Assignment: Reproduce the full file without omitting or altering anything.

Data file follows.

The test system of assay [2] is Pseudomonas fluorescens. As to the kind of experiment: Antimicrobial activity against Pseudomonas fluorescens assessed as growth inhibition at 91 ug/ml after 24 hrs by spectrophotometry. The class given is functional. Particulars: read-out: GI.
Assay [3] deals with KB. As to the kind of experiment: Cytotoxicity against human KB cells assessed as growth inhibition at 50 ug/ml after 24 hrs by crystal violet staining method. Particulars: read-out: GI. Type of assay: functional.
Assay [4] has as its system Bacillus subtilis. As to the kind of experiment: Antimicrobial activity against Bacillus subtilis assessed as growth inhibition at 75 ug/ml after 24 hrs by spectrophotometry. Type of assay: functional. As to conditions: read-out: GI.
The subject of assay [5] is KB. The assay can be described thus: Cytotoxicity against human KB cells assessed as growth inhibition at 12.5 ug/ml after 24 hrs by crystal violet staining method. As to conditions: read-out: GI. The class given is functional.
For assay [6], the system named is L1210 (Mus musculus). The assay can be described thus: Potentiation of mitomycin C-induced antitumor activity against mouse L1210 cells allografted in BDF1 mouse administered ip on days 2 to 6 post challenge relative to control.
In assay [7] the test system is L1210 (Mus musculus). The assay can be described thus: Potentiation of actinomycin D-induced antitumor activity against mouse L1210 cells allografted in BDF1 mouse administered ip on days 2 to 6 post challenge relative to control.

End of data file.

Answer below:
The test system of assay [2] is Pseudomonas fluorescens. As to the kind of experiment: Antimicrobial activity against Pseudomonas fluorescens assessed as growth inhibition at 91 ug/ml after 24 hrs by spectrophotometry. The class given is functional. Particulars: read-out: GI.
Assay [3] deals with KB. As to the kind of experiment: Cytotoxicity against human KB cells assessed as growth inhibition at 50 ug/ml after 24 hrs by crystal violet staining method. Particulars: read-out: GI. Type of assay: functional.
Assay [4] has as its system Bacillus subtilis. As to the kind of experiment: Antimicrobial activity against Bacillus subtilis assessed as growth inhibition at 75 ug/ml after 24 hrs by spectrophotometry. Type of assay: functional. As to conditions: read-out: GI.
The subject of assay [5] is KB. The assay can be described thus: Cytotoxicity against human KB cells assessed as growth inhibition at 12.5 ug/ml after 24 hrs by crystal violet staining method. As to conditions: read-out: GI. The class given is functional.
For assay [6], the system named is L1210 (Mus musculus). The assay can be described thus: Potentiation of mitomycin C-induced antitumor activity against mouse L1210 cells allografted in BDF1 mouse administered ip on days 2 to 6 post challenge relative to control.
In assay [7] the test system is L1210 (Mus musculus). The assay can be described thus: Potentiation of actinomycin D-induced antitumor activity against mouse L1210 cells allografted in BDF1 mouse administered ip on days 2 to 6 post challenge relative to control.